The company also will establish two offices to cover the city, including one in highly urbanized Irvine in Orange County to the south, according to Wacksman.

“L.A. is easily the biggest and most complex market that we are going into,” said Wacksman. “It is not a market, but a whole bunch of markets. Of the ones that we’ve opened in, it’s the biggest geographically, population and the average home price.”

The iBuying model offers sellers a chance to quickly offload their property, giving them fast access to cash to buy other homes. It’s a business with extremely thin margins, and requires Zillow to set aside large pools of money to make the purchases, perform simple updates to the property, and sell it again, with the ultimate goal of financing the buyer’s purchase through its new mortgage arm.

Zillow lost an average of $4, on each home sale in the third quarter, after interest expenses — up from $2, in the second quarter, the company revealed last month. Still, Zillow does make money on the transaction fee, which runs between 6 and 9 percent. And that’s the focus.

“We’re looking to move it as quickly as possible and earn our money off the transaction fee,” Barton said last month. “And ultimately because this transaction sits at the nexus of all of these adjacent markets that we know so well, that are big businesses in and of itself, they’re dying to be integrated into one thing.”

For Zillow, the L.A. launch will be a defining test on how far its Zestimate technology has come, and whether it can gain an edge in higher-stakes markets.

The median home price in L.A. for October was $,, where homes sat on the market for an average 47 days, two days longer than a year ago, according to the nonprofit listing service, California Real Estate Technology Services. That’s more than double what Zillow averaged in terms of gross revenue of $, per home sold. Some observers believe that the metric is expected to grow now that it has entered Southern California in a big way.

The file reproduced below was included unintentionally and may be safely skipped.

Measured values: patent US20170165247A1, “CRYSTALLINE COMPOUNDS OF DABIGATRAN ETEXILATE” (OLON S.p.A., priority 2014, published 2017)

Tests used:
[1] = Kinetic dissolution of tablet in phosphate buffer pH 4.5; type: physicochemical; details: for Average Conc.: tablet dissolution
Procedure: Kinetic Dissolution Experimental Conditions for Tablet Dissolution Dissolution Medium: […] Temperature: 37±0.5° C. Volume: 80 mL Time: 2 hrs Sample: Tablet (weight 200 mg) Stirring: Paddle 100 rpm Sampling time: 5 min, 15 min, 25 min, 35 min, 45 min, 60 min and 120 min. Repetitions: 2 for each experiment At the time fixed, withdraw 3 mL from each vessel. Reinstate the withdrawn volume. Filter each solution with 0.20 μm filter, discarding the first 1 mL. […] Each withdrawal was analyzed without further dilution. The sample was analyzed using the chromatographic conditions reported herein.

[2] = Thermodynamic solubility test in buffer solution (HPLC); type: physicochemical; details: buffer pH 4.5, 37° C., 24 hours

The region is so gargantuan, according to Wacksman, that Zillow plans to open one office in Glendale and the other in Irvine, to handle newly hired field staff who will fan out across the region to snap photos of homes, and generally kick the tires to see what’s under the hood before Zillow makes an offer.

JohnHart Real Estate's John J. Maseredjian and Active Realty's Suzanne Seini

Zillow Offers also has brought on two broker partners to help: John Maseredjian, vice president of JohnHart Real Estate, who will run Zillow Offers in Los Angeles; and Suzanne Seini, partner and chief operating officer with Active Realty, who is leading the Orange County expansion.

The plans to scale are daunting.

“To be honest, it’s an unknown, given that this is a considerably larger market than all others, Maseredjian said. “All we have are these submarkets and neighborhoods with different nuances. It’ll be interesting. We are prepared for everything.”

Zillow is initially targeting certain zip codes and neighborhoods in San Gabriel Valley, Pasadena, Monrovia, Glendale, Burbank, parts of Hollywood, Long Beach, Culver City and West Hollywood, according to Wacksman.

Wacksman declined to state how much capital Zillow has set aside for its L.A. operations. However, Zillow secured an additional $ million undrawn credit line in October, bringing its total credit capacity to $ billion to support its Zillow Offers business, he said. Its total liquidity with cash and other investments is double that amount.

“We are comfortable that we have the equity and debt to handle all of this,” said Wacksman, of its L.A. gambit.

Still, its iBuying business has struggled to become profitable, as it juggles big changes to its business model, using advertising sales from its online marketing business Premier Agent — which has been in L.A. for a decade — to fund its push into buying and selling homes. Last month, the company said it sold 1, of the 2, homes bought in the third quarter, generating $ million, up from just $11 million in the same period last year.

The rapid growth of Zillow Offers has come with mounting losses. The company reported a net loss of $65 million, with the results weighed down by the new business, which has bought and sold more than $ million in total home sales since its inception.

Wacksman declined to say when Zillow Offers might hit break-even.

Zillow is still casting an eye over its shoulder on its iBuying rivals. That includes the likes of virtual brokerage eXp Realty, Redfin, Realogy and Keller Williams and Softbank-backed Opendoor, which just last month opened its first L.A. office in Silver Lake. The Wall Street Journal reported that OpenDoor would spend up to $, for a home in L.A., and Redfin would pay up to $,

Zillow Offers also plans to open in Cincinnati; Jacksonville, Florida; Oklahoma City and Tucson, Arizona, by mid

Sours: https://therealdeal.com/la//12/09/zillow-launches-its-high-stakes-home-flipping-business-in-la/